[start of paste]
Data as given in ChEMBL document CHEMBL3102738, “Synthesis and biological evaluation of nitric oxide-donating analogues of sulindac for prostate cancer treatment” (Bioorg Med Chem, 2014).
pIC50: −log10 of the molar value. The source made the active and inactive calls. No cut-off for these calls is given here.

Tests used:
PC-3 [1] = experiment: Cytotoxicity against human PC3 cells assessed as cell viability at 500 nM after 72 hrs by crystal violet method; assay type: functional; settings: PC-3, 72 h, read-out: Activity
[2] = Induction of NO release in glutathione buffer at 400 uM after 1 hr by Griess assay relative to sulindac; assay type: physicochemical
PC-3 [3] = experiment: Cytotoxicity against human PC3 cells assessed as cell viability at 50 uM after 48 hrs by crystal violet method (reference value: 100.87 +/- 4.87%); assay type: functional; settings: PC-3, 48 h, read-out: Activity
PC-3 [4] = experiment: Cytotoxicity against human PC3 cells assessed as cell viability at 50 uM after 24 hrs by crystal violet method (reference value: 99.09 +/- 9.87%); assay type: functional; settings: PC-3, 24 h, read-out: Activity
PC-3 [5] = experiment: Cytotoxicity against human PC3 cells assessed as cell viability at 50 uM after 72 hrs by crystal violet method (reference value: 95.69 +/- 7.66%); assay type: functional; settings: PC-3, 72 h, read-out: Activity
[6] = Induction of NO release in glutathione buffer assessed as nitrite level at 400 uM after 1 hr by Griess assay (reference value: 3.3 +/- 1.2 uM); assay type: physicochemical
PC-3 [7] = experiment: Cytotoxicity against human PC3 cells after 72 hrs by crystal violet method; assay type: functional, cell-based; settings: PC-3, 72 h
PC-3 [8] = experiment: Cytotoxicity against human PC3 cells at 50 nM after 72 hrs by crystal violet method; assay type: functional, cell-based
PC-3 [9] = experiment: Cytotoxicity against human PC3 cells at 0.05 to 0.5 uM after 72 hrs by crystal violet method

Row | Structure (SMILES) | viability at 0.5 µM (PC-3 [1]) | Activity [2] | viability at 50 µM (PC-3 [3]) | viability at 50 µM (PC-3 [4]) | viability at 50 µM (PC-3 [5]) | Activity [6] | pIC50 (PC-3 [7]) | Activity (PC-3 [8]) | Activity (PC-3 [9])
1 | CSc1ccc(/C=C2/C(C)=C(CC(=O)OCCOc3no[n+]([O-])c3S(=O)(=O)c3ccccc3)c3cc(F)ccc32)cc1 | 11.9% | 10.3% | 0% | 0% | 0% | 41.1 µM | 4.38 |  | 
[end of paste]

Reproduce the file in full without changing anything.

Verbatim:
Data as given in ChEMBL document CHEMBL3102738, “Synthesis and biological evaluation of nitric oxide-donating analogues of sulindac for prostate cancer treatment” (Bioorg Med Chem, 2014).
pIC50: −log10 of the molar value. The source made the active and inactive calls. No cut-off for these calls is given here.

Tests used:
PC-3 [1] = experiment: Cytotoxicity against human PC3 cells assessed as cell viability at 500 nM after 72 hrs by crystal violet method; assay type: functional; settings: PC-3, 72 h, read-out: Activity
[2] = Induction of NO release in glutathione buffer at 400 uM after 1 hr by Griess assay relative to sulindac; assay type: physicochemical
PC-3 [3] = experiment: Cytotoxicity against human PC3 cells assessed as cell viability at 50 uM after 48 hrs by crystal violet method (reference value: 100.87 +/- 4.87%); assay type: functional; settings: PC-3, 48 h, read-out: Activity
PC-3 [4] = experiment: Cytotoxicity against human PC3 cells assessed as cell viability at 50 uM after 24 hrs by crystal violet method (reference value: 99.09 +/- 9.87%); assay type: functional; settings: PC-3, 24 h, read-out: Activity
PC-3 [5] = experiment: Cytotoxicity against human PC3 cells assessed as cell viability at 50 uM after 72 hrs by crystal violet method (reference value: 95.69 +/- 7.66%); assay type: functional; settings: PC-3, 72 h, read-out: Activity
[6] = Induction of NO release in glutathione buffer assessed as nitrite level at 400 uM after 1 hr by Griess assay (reference value: 3.3 +/- 1.2 uM); assay type: physicochemical
PC-3 [7] = experiment: Cytotoxicity against human PC3 cells after 72 hrs by crystal violet method; assay type: functional, cell-based; settings: PC-3, 72 h
PC-3 [8] = experiment: Cytotoxicity against human PC3 cells at 50 nM after 72 hrs by crystal violet method; assay type: functional, cell-based
PC-3 [9] = experiment: Cytotoxicity against human PC3 cells at 0.05 to 0.5 uM after 72 hrs by crystal violet method

Row | Structure (SMILES) | viability at 0.5 µM (PC-3 [1]) | Activity [2] | viability at 50 µM (PC-3 [3]) | viability at 50 µM (PC-3 [4]) | viability at 50 µM (PC-3 [5]) | Activity [6] | pIC50 (PC-3 [7]) | Activity (PC-3 [8]) | Activity (PC-3 [9])
1 | CSc1ccc(/C=C2/C(C)=C(CC(=O)OCCOc3no[n+]([O-])c3S(=O)(=O)c3ccccc3)c3cc(F)ccc32)cc1 | 11.9% | 10.3% | 0% | 0% | 0% | 41.1 µM | 4.38 |  | 